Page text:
A shortened version of this article was published in SUR in English
The political earthquake in Spain may have been triggered by the economic crisis and widespread corruption scandals. But the underlying forces moving the tectonic plates are generational.
Digital technology is a clear cause and effect. The old analogue parties lose their edge in the age of social media. Podemos outstrips the main two parties on Twitter and Facebook and is regarded as the world’s first party to use Reddit, the social news website. Members use social media to debate and vote on policy online. In comparison, according to the CIS less than half of the voters of the main two parties, PSOE and PP, used the internet in the last three months. The governing party would receive only 5% of votes from 18-24 year olds.
The rise of another new party, Ciudadanos, which is now the fourth biggest in Spain, shows the new priority of younger Spaniards. Its typical voter is urban, middle-class, educated and has not yet reached old age. It is pro-market but, unlike the traditional Spanish right, secular, against nationalism and socially liberal (for example pro-gay marriage). Like Podemos, Ciudadanos differentiate themselves from what they say is the self-serving, oligarchic political caste.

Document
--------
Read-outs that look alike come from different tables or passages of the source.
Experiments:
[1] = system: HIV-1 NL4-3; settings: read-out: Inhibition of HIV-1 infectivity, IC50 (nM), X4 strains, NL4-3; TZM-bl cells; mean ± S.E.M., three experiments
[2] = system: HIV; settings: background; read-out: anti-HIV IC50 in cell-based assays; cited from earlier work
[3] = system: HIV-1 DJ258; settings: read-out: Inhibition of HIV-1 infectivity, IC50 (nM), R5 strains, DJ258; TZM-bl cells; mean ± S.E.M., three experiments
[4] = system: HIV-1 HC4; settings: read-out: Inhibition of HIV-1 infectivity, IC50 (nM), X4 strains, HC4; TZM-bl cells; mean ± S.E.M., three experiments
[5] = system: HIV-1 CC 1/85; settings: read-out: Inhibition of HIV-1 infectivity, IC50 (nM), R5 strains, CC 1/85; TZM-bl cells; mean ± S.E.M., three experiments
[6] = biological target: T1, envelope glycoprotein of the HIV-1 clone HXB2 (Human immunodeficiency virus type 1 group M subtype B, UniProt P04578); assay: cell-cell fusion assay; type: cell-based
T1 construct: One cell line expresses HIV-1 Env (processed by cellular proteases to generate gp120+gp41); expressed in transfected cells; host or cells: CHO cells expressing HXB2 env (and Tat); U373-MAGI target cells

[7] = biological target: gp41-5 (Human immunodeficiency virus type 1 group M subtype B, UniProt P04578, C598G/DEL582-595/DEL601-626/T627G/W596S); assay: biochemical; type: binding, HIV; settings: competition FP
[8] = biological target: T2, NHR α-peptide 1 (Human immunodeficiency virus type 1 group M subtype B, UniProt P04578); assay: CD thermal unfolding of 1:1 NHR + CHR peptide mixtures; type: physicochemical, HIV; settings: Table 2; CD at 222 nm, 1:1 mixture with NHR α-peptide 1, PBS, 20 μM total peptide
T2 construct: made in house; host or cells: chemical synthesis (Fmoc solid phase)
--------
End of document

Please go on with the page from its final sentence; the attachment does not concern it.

Many of those now turning to Podemos and Ciudadnos were born after Franco died in 1975. After his death Spain collectively decided to forget, if not forgive, the horrors of its Civil War and the regime that followed in order to peacefully become a liberal democracy, in a process known as la transición. Senior franquistas, like Manuel Fraga, Minister for Tourism and Information in the sixties, were not prosecuted and even remained at the forefront of politics. Fraga founded the PP, becoming its honorary president, and was also president of the Galician assembly for 15 years, until 2005.
The crisis has awakened a rebellious mood in the post-Franco generation, which threatens the two party system. They are not afraid to rock the boat, unlike those during la transición, terrified by memories of the civil war and to some extent made apolitical by Franco’s education system and censorship. Since before the crisis CIS stats show the Spanish speak about politics more often with their friends and with their family, sign petitions more and buy products for political reasons more frequently. Television channels are filled with tertulianas, political chat shows, which helped Podemos leader Pablo Iglesias reach the public.
As they look to redesign their country, Spaniards today rail against the political system of the last 40 years. A new transition awaits.